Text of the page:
RE: Action item on syntax-based interoperability

At 12:32 PM -0700 10/23/03, Dare Obasanjo wrote:
>I see, instead of countering or agreeing with my point you throw an 
>anti-Microsoft slur instead. Either way, the point still stands that 
>web technologies like CSS are based on shared data models not just 
>shared syntax. Syntax based interop is a great start but it isn't 
>the end all and be all of interoperability on the Web.

Mostly I just want to make really sure no one confuses XOM with DOM. 
But when Microsoft accuses me of embracing and extending a standard, 
all I can think is, "Hello, pot? This is the kettle calling. You're 

But on the point, I don't think DOM and CSS are interoperable; and 
for a long time I did blame Microsoft's atrocious implementations of 
these specs for sorry state. But maybe it's really not Microsoft's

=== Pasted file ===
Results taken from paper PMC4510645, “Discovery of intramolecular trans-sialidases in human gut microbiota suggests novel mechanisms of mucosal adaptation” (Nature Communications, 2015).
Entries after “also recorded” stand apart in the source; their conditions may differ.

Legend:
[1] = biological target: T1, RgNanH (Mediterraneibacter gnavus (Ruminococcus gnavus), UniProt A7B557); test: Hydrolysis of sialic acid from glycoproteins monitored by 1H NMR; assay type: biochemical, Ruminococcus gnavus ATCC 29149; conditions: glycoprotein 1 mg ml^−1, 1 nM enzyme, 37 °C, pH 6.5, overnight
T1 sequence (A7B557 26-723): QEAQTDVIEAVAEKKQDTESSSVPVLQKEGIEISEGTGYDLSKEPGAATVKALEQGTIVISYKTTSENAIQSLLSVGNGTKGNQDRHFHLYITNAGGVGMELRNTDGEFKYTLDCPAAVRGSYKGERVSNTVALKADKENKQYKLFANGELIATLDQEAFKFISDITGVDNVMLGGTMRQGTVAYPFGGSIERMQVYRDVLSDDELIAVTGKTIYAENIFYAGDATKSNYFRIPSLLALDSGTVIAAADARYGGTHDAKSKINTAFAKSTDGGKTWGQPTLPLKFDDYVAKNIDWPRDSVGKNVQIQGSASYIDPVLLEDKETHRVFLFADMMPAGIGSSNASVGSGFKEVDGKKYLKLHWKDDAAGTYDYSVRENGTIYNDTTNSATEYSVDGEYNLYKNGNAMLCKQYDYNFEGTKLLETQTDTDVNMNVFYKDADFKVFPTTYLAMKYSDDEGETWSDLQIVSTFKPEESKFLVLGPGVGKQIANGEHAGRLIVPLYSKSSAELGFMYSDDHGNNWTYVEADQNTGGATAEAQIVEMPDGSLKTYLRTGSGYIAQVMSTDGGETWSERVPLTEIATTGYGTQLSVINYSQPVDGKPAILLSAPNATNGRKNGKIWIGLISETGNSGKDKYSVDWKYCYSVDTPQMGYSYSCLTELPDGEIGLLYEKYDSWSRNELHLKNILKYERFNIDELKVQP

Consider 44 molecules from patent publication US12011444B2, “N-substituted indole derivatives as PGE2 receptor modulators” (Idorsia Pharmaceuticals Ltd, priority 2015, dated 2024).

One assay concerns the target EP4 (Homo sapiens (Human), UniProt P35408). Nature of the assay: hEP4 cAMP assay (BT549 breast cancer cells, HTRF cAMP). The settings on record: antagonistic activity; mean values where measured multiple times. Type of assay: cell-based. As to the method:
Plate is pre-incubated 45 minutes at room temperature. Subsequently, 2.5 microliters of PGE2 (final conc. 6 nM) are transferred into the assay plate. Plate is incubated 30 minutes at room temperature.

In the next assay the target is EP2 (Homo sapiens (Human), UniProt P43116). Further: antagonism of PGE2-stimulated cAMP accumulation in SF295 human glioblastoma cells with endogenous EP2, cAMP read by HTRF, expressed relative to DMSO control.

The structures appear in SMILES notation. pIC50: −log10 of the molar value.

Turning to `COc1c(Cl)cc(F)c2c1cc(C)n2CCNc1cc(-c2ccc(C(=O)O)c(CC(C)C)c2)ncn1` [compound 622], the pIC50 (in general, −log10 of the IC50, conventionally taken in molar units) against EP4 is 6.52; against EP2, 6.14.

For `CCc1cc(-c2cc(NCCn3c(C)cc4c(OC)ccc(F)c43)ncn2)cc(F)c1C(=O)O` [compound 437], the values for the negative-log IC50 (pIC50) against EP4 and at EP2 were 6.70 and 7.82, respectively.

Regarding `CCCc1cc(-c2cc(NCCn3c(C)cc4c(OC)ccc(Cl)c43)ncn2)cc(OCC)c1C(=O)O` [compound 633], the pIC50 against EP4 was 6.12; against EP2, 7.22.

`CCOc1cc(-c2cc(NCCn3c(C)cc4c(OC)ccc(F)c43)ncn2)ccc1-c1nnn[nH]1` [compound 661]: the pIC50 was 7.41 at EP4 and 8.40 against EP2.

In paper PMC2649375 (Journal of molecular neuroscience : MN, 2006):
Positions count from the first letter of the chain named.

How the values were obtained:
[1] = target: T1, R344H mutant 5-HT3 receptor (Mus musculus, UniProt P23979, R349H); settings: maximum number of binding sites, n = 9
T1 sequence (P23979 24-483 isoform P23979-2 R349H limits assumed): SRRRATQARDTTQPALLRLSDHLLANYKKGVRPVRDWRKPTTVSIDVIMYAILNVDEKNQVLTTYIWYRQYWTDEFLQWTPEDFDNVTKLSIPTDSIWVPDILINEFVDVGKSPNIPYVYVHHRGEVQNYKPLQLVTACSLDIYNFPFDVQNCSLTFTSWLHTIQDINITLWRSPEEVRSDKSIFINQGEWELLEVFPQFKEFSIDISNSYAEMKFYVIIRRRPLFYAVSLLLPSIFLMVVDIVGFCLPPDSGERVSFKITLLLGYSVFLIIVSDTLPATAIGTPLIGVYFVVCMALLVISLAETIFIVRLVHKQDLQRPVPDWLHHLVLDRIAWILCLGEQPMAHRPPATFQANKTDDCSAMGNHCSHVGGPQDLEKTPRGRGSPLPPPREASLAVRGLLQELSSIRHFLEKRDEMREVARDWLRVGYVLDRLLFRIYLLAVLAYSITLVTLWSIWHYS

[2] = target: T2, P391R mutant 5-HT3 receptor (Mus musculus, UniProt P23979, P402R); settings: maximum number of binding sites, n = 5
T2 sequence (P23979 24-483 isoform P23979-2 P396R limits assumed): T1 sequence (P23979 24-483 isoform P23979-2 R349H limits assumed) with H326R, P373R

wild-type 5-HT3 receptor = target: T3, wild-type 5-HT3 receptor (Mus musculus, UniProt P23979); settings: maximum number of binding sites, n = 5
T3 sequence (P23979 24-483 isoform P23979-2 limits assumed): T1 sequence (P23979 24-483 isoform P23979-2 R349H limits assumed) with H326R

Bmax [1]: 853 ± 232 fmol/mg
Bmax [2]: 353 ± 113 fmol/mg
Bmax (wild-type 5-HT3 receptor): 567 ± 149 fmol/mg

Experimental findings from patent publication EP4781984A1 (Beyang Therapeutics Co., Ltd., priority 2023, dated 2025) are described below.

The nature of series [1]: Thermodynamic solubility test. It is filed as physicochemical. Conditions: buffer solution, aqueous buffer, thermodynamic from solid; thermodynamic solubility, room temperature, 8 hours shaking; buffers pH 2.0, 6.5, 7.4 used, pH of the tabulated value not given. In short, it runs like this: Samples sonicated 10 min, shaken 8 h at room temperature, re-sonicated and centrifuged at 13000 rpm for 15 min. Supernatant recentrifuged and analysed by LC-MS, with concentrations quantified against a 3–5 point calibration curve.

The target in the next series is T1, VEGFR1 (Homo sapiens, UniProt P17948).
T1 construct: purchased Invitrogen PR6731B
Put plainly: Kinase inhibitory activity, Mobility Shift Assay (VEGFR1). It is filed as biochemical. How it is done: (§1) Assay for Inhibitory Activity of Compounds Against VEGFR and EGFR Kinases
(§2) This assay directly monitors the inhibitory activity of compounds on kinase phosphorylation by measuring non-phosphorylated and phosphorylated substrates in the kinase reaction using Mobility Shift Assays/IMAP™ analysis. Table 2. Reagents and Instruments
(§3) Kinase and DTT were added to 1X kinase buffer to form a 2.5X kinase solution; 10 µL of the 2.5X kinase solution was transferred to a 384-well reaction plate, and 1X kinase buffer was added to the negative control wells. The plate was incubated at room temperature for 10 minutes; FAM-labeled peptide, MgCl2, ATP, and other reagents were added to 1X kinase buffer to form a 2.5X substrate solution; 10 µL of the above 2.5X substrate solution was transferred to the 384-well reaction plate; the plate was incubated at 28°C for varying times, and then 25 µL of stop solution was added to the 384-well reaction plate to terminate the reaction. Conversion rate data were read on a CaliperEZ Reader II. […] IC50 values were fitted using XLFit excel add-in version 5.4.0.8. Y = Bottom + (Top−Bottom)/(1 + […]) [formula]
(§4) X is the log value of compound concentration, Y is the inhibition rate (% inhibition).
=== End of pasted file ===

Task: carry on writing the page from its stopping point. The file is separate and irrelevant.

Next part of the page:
fault. Maybe no one could correctly implement data model 
interchangeability. Maybe the problem is the fundamental flaw of 
trying to exchange a data model rather than syntax. Why have things 
like XML-RPC and SOAP succeeded where more data-model driven 
technologies like CORBA, RMI, and DCOM failed? Why have even more 
syntax-oriented systems such as REST and RSS done even better than 
half-breeds like SOAP and XML-RPC? Why are the syntax based systems 
so much easier to implement? Why does it seem the further a system 
gets from syntax, the worse it works?

I'm not a theoretical proponent of syntax like Walter Perry. I'm an 
experimentalist and an observer. I look out in the world, and I see 
syntax-based systems working far better and coming into production so 
much more easily than the data model systems. I think at this point 
in time the burden is on the data model proponents to demonstrate 
that their systems are interoperable and implementable. They 
certainly haven't proven that with DOM, CSS, and XSLT, If these are 
the best examples you've got of interoperable data models, then there 
are real problems.


   Elliotte Rusty Harold
   Processing XML with Java (Addison-Wesley, 2002)

Received on Thursday, 23 October 2003 22:43:16 UTC